By Bill Friskics-Warren
As a performer, bandleader and humanitarian, Reed, who died in 2002, was a role model for generations of bluegrass musicians, and not only women. Her songs have been recorded by the likes of the Del McCoury Band and the Louvin Brothers. And with her brother and her husband, she opened New River Ranch, a country music park near Rising Sun, Md., where, from 1951 into the '60s, everyone from Hank Williams to Bill Monroe and the Carter Family appeared. All of which is to say nothing of Reed's forceful clawhammer banjo playing and keening voice, both of them the epitome of the Appalachian mountains in which she grew up.
This set, which includes 11 tracks from two late-'70s albums for Folkways and eight previously unreleased recordings from the Smithsonian Folklife Festival, is as good as primer on her music as any. Several of Reed's best-known songs are here, including "High on a Mountain" and "I've Endured." Written on the occasion of her 50th birthday, "I've Endured" appears in two versions, the second a barely contained live performance, with her husband and son on guitar, that makes persistence amid adversity less an act of determination than an out-and-out triumph.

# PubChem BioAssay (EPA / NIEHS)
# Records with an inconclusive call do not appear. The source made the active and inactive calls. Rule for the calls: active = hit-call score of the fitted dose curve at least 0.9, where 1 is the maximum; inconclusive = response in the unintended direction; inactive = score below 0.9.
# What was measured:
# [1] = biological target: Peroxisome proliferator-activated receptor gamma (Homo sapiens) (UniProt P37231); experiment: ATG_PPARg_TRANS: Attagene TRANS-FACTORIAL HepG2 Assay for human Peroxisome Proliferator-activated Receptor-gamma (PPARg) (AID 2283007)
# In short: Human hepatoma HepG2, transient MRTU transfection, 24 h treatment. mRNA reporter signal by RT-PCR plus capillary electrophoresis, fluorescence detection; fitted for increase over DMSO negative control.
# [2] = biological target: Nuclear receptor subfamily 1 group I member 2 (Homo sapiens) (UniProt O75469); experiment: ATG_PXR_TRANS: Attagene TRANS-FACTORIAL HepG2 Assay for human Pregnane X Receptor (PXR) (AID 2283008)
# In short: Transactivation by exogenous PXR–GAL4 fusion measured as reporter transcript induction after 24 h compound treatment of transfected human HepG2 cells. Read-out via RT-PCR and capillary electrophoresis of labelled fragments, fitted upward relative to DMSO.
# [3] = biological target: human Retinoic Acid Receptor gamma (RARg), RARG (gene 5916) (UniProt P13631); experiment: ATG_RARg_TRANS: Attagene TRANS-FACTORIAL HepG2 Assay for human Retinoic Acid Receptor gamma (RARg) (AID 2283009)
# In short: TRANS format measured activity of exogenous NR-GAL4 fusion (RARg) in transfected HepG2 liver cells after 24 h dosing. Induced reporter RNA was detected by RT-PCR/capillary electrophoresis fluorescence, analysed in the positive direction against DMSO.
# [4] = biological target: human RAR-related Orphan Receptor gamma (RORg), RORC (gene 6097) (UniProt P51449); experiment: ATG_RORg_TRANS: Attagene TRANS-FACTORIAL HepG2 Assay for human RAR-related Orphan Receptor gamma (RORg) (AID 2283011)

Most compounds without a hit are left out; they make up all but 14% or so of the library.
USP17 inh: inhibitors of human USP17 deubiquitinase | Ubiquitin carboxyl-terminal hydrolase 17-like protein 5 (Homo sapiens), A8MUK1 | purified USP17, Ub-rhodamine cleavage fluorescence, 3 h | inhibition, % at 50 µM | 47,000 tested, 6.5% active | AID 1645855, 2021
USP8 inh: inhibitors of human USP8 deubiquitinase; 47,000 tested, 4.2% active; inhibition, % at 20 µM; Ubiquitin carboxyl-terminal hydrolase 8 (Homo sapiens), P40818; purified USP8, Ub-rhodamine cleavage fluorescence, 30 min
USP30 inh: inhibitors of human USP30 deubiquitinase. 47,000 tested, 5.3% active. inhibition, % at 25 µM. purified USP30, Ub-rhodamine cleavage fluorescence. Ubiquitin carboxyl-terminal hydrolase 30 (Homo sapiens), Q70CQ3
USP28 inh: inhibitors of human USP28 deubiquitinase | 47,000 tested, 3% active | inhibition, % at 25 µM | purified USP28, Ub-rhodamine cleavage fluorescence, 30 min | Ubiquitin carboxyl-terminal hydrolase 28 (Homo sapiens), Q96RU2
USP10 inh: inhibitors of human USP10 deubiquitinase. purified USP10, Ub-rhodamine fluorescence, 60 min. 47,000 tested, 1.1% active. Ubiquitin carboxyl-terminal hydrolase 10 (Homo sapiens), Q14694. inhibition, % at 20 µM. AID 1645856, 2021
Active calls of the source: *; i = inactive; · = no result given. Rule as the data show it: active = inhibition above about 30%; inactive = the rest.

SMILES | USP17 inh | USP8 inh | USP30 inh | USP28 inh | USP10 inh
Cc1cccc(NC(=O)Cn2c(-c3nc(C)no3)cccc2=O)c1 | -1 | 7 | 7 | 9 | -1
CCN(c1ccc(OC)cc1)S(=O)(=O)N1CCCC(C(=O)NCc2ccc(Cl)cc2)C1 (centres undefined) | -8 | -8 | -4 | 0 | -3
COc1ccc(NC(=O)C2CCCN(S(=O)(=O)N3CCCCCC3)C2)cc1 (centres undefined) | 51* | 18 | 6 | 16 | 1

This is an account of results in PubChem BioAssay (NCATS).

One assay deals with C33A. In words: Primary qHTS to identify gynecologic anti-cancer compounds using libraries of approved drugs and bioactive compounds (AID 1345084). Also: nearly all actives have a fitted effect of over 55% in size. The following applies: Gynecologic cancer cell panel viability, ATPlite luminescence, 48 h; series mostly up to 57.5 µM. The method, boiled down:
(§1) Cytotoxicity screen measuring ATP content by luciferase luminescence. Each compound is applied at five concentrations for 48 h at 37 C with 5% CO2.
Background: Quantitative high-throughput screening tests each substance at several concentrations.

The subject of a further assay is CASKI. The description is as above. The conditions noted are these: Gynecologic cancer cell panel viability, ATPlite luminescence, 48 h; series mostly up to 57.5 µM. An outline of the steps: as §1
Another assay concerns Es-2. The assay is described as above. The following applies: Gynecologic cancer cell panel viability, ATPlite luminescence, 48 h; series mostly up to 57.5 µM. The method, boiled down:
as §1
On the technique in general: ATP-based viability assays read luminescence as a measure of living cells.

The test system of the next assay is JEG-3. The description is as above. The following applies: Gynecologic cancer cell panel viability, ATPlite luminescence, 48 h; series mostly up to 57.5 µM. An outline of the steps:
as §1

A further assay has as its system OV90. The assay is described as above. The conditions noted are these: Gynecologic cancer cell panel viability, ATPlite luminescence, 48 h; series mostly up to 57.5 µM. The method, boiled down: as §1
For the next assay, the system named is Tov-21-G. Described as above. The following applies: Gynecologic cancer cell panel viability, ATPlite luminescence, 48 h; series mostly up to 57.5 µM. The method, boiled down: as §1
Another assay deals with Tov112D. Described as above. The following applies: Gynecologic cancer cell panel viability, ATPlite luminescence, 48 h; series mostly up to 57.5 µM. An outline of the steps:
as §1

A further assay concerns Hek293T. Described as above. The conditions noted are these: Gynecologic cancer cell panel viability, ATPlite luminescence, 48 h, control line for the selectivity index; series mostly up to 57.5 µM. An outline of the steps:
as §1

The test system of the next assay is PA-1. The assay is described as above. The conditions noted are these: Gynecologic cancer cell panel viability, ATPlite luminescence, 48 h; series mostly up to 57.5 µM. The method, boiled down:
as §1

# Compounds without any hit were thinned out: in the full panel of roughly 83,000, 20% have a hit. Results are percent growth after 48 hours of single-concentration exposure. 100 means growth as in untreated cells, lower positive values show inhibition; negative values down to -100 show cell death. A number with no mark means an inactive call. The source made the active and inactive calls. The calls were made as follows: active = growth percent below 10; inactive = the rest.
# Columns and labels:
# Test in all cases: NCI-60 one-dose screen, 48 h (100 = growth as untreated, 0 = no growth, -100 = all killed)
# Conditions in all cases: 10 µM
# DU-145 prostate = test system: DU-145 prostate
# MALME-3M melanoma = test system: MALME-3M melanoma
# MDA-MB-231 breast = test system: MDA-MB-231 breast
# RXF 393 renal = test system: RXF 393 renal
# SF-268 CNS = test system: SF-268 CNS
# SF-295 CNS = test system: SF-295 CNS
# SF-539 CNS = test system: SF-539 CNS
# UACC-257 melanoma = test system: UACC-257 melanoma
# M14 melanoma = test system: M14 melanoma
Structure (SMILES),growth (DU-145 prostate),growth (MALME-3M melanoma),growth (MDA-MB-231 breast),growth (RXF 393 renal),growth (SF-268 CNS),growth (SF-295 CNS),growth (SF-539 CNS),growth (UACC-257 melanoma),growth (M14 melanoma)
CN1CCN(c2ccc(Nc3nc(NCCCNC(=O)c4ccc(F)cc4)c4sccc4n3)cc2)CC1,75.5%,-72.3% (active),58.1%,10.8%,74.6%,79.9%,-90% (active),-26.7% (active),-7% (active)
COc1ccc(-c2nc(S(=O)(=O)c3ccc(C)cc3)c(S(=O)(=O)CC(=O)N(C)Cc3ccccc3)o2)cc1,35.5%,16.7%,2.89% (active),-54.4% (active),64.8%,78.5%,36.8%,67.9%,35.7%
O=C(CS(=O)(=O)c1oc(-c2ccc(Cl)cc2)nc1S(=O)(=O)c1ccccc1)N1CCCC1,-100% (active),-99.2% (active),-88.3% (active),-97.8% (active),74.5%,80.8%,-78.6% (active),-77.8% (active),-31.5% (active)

Reed's resilient spirit, informed by the poverty that she and her family knew during the Depression, courses through the album, whether in the justice-minded "Tear Down the Fences" or in "I Believe in the Old-Time Way," a gospel number she learned from an old Charlie Moore LP.
Recommended tracks: "I've Endured," "High on a Mountain," "Tear Down the Fences"